Questions over arms deal inquiry
The Arms Deal Commission’s public hearings have been postponed until 19 August.
JOHANNESBURG - The postponement of the Arms Deal Commission's public hearings on Monday has raised further concerns about the credibility of the inquiry.
Six months of hearings were scheduled to begin yesterday but were postponed until 19 August in order to sort out the classification of documents and the composition of the commission.
President Jacob Zuma appointed the commission in 2011 to look into the controversial multi-billion rand arms deal. Zuma himself has previously been linked to allegations of corruption in part of the deal.
The commission has been hit by a series of setbacks over the past few months and has seen several high level resignations.
While lawyers for all parties insisted they were ready to proceed, it's understood affidavits have not been taken from all the witnesses and there is a deadlock over access to classified documents.
It's understood the Ministry of Defence prepared an urgent high court application in an attempt to prevent the hearings from going ahead to sort out the issue of documents.
Judge Willie Seriti, who is heading the inquiry, conceded.
"My view, which is supported by my core commissioner, is that we do not think that an adjournment of a period of two weeks is unreasonable."
It's believed that had Seriti not postponed the hearings, there were at least two other applications that had been prepared in an attempt to halt proceedings.
The commission is due to resume in a fortnight but it's possible the hearings could be delayed again.
PLAGUED BY PROBLEMS
The commission has faced several setbacks since being established, casting its credibility into the spotlight.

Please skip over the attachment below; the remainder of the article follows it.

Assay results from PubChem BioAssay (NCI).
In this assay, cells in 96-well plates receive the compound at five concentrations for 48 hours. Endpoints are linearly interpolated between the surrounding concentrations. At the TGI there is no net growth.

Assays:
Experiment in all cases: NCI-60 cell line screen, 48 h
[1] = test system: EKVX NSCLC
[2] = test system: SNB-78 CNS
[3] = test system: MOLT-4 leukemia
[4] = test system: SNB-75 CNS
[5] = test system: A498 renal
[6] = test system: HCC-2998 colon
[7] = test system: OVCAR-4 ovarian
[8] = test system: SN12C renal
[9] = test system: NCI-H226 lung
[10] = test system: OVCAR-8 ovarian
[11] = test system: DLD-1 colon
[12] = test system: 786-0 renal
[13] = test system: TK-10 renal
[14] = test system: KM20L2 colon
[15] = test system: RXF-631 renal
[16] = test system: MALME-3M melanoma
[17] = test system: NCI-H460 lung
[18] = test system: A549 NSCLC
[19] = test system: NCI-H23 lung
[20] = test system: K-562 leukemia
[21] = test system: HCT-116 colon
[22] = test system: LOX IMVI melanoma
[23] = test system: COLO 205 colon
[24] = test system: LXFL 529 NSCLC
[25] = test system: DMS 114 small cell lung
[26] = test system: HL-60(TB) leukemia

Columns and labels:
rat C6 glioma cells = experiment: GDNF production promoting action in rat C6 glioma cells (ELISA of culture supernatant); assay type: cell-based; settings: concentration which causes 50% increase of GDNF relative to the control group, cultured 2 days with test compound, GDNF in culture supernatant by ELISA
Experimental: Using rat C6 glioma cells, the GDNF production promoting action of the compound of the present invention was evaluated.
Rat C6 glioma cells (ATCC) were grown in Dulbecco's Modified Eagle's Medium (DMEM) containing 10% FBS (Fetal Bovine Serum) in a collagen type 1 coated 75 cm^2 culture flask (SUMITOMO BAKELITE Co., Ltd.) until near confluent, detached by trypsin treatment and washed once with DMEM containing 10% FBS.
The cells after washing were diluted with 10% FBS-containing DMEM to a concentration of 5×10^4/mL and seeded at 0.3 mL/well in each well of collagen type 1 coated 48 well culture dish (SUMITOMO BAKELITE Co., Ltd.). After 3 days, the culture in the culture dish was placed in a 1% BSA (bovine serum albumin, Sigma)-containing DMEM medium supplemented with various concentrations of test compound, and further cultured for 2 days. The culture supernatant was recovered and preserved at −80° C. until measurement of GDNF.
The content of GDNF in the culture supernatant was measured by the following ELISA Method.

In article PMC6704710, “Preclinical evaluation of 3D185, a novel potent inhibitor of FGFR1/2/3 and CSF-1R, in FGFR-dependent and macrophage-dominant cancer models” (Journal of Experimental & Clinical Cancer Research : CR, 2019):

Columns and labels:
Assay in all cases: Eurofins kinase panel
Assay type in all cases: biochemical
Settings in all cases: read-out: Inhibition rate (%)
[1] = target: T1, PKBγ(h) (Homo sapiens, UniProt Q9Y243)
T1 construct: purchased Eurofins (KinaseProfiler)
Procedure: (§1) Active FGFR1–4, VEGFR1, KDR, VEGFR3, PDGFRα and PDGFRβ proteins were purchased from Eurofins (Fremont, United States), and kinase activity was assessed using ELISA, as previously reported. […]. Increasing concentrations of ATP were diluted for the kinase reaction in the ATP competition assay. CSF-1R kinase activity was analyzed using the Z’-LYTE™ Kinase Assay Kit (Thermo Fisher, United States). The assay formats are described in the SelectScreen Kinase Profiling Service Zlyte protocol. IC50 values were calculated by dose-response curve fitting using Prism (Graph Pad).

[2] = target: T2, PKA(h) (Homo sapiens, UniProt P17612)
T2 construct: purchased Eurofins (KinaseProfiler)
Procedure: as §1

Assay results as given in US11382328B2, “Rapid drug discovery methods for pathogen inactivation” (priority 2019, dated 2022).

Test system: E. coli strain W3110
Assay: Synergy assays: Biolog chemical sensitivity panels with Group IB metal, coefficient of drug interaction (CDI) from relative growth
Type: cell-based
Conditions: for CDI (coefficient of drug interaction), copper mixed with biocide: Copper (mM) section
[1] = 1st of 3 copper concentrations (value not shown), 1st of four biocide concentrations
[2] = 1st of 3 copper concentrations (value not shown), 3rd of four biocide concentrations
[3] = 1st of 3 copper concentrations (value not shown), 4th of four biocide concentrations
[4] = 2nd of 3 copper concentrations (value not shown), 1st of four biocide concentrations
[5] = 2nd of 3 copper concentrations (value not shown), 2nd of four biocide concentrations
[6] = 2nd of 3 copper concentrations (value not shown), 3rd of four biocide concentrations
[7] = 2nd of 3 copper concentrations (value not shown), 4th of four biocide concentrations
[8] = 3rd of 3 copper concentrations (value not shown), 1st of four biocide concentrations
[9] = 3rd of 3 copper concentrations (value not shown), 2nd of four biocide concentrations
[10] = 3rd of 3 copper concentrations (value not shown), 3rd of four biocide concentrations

In January, senior investigator Norman Moabi quit after writing to Judge Seriti, alleging that the commission was not transparent and had a "second agenda".
In May, commission secretary Mvuseni Ngubane was found dead in his car in KwaZulu-Natal. Police said a suicide note was found next to his body.
JUST ANOTHER WHITEWASH?
Meanwhile, anti-arms deal activist Terry Crawford-Browne has cast doubt over the inquiry.
Speaking to Talk Radio 702's Redi Tlhabi on Monday morning, Crawford-Browne said he was sceptical of the commission.
"It has been almost two years since the commission was very reluctantly appointed by President Zuma and I'm afraid they are floundering. I'm afraid they are avoiding the issues as well as the terms of reference they were given."
Crawford-Browne said he believed the commission has a second agenda.
"There's a mountain of evidence. There are seven books written about the arms deal and the commission supposedly now wants to restart the whole investigation going back 13 years, which is nonsense."
Meanwhile, former ANC MP Andrew Feinstein has said the public needs to give the commission an opportunity when it does begin.
"We are going to see immediately, as The Sunday Times suggested, whether the commission is just another whitewash, or whether it's going to be a bit more serious than that as soon as they start cross-examining the first witnesses."